The Art of Stone

The construction site in A Garden For All by Kathy Diemer http://agardenforall.com

The construction site (photo by: Kathy Diemer)

One of the first things I did when my family moved into our home over twenty years ago was to focus on the exterior.  Even then I had a great desire to integrate our home into the surrounding landscape by adding beautiful trees and shrubs.  I wanted a close connection with nature; to embrace the local fauna by providing an inviting habitat for them to thrive in. The outside environment was far more important (than the inside) to me then, and as we rebuild the focus once again remains on making the property welcoming to our furry and feathered neighbors.  It’s not an easy feat on a construction site! However, with some ingenuity and flexibility you can get the job done . . .

The front porch in A Garden For All by Kathy Diemer http://agardenforall.com

An inviting front porch (Photo by: Kathy Diemer)

A key part of tying a New England home to its natural surroundings is by incorporating stone.  We had stone walkways and raised stone beds installed years before the fire, and it was very important to retain as much of the feel of the old landscape as possible during the rebuild.  Once the original foundation was removed we did our best to salvage what material we could, knowing that a lot would need to be replaced to recreate the hardscape we once had.  This demolition offered an opportunity to rethink the overall garden design and how I could once again use the stone to enhance our home, gardens and property.  I could create formal and informal elements simply by choosing formal and informal stones, and I ended up blended both forms into our re-design.

Front stone wall with plantings in A Garden For All by Kathy Diemer http://agardenforall.com

Front stone wall with plantings (Photo by: Kathy Diemer)

Using local stone is advantageous for both aesthetics and cost, and I was able to do this throughout all the projects. From the bluestone for the patio and steps to the granite for the walkway and dry stone walls, all materials were sourced locally.  The granite stones came from a local quarry in Roxbury, Connecticut, with the furthest products coming from New York and Vermont. The added materials blended wonderfully with the salvaged stones, and all this was accomplished by keeping products as local as possible.

Rear patio with mix of stone types in A Garden For All by Kathy Diemer http://agardenforall.com

Rear patio with mix of local stone (Photo by: Kathy Diemer)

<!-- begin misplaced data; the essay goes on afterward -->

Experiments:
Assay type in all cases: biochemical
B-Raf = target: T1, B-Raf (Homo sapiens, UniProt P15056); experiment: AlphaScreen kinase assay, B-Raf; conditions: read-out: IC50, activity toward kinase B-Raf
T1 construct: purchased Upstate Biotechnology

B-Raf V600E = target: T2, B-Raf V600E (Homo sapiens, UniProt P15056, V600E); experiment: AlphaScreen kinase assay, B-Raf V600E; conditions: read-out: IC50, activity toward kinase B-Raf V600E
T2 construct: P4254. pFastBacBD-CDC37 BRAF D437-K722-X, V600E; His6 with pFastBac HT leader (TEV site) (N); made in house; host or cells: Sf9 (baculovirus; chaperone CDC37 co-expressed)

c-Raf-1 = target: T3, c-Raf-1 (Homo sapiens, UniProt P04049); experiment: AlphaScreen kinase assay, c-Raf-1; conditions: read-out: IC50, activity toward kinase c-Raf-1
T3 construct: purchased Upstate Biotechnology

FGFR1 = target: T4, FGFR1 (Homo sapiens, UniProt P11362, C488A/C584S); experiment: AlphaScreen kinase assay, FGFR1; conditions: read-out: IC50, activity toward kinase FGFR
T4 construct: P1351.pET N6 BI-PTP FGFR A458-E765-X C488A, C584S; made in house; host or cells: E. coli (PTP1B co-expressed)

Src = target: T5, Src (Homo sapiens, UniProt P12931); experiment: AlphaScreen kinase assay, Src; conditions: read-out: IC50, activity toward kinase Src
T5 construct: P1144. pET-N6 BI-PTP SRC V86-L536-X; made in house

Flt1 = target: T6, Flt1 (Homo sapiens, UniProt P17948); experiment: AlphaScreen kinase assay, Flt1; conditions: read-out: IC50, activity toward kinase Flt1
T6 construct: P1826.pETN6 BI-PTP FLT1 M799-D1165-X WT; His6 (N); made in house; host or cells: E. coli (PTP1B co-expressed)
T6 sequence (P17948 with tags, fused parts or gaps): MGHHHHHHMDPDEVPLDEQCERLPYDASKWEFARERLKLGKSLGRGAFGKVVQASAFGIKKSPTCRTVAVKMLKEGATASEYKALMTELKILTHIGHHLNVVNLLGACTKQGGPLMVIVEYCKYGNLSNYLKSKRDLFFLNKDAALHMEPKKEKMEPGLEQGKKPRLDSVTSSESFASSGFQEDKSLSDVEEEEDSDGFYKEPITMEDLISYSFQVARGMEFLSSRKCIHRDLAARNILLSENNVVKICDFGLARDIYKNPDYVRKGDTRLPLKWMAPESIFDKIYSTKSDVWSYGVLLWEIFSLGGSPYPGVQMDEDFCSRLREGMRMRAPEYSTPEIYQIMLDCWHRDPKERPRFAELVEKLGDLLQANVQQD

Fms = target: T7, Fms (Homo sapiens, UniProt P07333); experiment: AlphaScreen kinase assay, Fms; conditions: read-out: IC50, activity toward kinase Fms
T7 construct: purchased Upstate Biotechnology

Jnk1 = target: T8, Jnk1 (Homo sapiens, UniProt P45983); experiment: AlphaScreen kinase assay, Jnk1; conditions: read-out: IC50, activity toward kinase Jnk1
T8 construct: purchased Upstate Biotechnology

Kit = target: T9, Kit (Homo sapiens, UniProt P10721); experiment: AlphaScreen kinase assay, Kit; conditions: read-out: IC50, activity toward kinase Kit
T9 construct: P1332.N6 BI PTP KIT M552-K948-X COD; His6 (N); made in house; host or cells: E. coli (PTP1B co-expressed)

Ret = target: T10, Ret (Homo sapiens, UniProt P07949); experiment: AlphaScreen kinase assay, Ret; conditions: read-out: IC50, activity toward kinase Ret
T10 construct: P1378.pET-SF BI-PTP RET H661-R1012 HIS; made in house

Our home originally had a deck made with Brazilian ipe wood, which was very beautiful and durable, but required yearly cleaning and oiling. In an effort to reduce maintenance (and remove flammable structures), we replaced our wooden deck with a patio faced in New York wall stone and used New York bluestone on the surface and steps.  Our raised stone beds at the front of the house were rebuilt using local Roxbury granite, which was mixed with some of the original wall stones.

Front walkway in A Garden For All by Kathy Diemer http://agardenforall.com

Front walkway has formal and informal elements (Photo by: Kathy Diemer)

Since the front door was relocated, I redesigned the walkway to come up from the driveway and wind through the remaining (and newly planted) gardens to the front door.  I chose cut granite to define each step’s elevation, then toned down the formality by using rough stone for the actual walkway.  To tie in the blue stone used in the rear patio and steps, I used blue stone for the initial steps from the driveway, on the front porch steps and landing.

Front of house in A Garden For All by Kathy Diemer http://agardenforall.com

Front of house (Photo by: Kathy Diemer )

With each project’s completion, I installed plants and shrubs that will eventually fill their spaces and trail over the walkways creating the feeling that the garden was always this way . . .  that this tragedy never happened.  And in the meantime, I’m learning and exploring and sharing ideas that will help you, my dear readers, as you look to design a new space or revamp an old one using stone elements ♥

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Comments

  1. Patty Wahlers says:

    Beautiful stone for a beautiful new house- a new Beginning!

  2. Hey hon, The pictures are gorgeous. What a beautiful and courageous posting of your home and exterior. Everything is just beautiful! Love,

  3. It all looks beautiful! It’s nice that you can use local stone. It looks like you use a variety of evergreen shrubs near your house. Are these dwarf shrubs or will you keep them pruned to about their current size? I would be very interested in what specific shrubs are in the front stone wall area. They look great!

    • Hi Karen, To answer your question: The shrubs in the front stone bed are (Left to right) Hinoki Cypress, Japanese Cedar ‘Little Champion’, Rhododendron ‘Purpureum Elegans’ and Fernspray Cypess. Most are dwarf or slow growers that I will keep pruned down once they fill in. Along the walkway are a series of dwarf conifers: Norway Spruce ‘Lanham Beehive’, Juniper ‘Mother Lode’, and Common Juniper ‘Corielagen’. I love using evergreens as they provide habitat for critters, are easy to care for and look good all year long. Thank you for writing!

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